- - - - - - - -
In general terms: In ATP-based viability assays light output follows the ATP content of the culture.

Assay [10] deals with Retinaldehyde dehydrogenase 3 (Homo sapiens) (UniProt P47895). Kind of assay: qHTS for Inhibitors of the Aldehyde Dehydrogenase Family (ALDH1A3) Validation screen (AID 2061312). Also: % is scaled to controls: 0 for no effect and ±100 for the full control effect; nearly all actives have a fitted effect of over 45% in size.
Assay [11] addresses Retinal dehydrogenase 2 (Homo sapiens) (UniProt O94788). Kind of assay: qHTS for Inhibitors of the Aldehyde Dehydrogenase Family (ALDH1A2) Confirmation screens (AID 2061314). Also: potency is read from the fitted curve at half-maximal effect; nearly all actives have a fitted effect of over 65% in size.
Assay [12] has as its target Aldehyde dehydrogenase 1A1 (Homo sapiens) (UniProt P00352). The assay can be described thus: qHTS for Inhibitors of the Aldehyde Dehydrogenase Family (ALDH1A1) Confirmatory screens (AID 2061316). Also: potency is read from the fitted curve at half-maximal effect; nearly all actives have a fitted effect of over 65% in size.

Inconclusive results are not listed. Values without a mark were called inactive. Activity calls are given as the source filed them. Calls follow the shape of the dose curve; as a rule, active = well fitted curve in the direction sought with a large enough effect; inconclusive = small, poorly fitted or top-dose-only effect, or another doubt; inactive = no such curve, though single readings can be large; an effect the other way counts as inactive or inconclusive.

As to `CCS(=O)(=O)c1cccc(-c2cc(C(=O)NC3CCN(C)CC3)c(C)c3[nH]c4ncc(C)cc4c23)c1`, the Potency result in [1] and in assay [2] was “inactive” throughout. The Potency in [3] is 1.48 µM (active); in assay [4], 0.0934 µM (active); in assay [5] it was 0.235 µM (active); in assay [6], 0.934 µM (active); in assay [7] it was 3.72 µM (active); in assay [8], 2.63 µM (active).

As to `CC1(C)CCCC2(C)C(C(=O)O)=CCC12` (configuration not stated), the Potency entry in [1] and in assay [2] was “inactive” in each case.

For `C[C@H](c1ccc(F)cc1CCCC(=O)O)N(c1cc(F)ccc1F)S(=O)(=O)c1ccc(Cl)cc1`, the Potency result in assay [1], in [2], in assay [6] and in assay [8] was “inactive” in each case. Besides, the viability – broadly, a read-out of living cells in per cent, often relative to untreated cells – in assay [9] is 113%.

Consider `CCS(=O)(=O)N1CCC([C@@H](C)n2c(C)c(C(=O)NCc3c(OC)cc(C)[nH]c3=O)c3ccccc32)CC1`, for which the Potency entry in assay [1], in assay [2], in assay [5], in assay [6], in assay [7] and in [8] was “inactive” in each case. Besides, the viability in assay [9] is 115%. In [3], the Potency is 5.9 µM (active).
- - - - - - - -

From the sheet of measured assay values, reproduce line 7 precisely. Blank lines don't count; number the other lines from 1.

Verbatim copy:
As to `CC1(C)CCCC2(C)C(C(=O)O)=CCC12` (configuration not stated), the Potency entry in [1] and in assay [2] was “inactive” in each case.